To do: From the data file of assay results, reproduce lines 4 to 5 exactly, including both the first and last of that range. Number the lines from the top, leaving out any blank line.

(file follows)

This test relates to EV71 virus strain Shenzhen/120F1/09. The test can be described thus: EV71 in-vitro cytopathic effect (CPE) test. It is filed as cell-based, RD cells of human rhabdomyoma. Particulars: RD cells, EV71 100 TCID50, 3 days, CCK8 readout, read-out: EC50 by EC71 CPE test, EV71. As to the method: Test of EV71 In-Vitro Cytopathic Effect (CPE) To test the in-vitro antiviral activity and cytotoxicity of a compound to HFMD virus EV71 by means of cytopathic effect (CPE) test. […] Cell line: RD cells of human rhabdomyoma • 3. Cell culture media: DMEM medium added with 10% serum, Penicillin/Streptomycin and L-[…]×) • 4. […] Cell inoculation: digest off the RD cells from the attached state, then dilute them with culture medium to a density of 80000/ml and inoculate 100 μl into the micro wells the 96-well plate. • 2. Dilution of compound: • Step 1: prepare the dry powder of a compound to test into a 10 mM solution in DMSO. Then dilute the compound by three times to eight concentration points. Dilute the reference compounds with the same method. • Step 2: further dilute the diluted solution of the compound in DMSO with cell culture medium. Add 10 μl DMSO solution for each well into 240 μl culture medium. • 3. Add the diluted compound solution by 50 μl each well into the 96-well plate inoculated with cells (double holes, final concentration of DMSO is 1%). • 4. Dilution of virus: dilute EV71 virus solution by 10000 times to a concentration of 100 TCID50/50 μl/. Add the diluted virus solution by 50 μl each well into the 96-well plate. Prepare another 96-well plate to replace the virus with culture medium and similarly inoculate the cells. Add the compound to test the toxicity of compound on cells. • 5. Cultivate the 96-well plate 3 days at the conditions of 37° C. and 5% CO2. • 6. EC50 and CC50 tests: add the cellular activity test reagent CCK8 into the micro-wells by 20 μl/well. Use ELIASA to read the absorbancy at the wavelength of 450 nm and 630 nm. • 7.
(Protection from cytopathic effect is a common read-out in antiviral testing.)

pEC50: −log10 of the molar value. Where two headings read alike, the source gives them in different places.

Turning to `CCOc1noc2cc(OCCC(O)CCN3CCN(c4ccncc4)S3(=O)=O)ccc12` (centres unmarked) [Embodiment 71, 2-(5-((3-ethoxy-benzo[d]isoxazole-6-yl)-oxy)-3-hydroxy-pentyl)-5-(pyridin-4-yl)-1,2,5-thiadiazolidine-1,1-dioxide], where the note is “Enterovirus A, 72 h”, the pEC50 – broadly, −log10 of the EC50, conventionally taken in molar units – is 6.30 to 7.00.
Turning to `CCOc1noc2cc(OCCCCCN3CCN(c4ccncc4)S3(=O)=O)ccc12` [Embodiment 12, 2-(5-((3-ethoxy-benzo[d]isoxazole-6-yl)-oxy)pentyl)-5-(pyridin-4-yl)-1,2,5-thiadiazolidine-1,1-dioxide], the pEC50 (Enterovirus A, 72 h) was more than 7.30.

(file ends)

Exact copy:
Turning to `CCOc1noc2cc(OCCC(O)CCN3CCN(c4ccncc4)S3(=O)=O)ccc12` (centres unmarked) [Embodiment 71, 2-(5-((3-ethoxy-benzo[d]isoxazole-6-yl)-oxy)-3-hydroxy-pentyl)-5-(pyridin-4-yl)-1,2,5-thiadiazolidine-1,1-dioxide], where the note is “Enterovirus A, 72 h”, the pEC50 – broadly, −log10 of the EC50, conventionally taken in molar units – is 6.30 to 7.00.
Turning to `CCOc1noc2cc(OCCCCCN3CCN(c4ccncc4)S3(=O)=O)ccc12` [Embodiment 12, 2-(5-((3-ethoxy-benzo[d]isoxazole-6-yl)-oxy)pentyl)-5-(pyridin-4-yl)-1,2,5-thiadiazolidine-1,1-dioxide], the pEC50 (Enterovirus A, 72 h) was more than 7.30.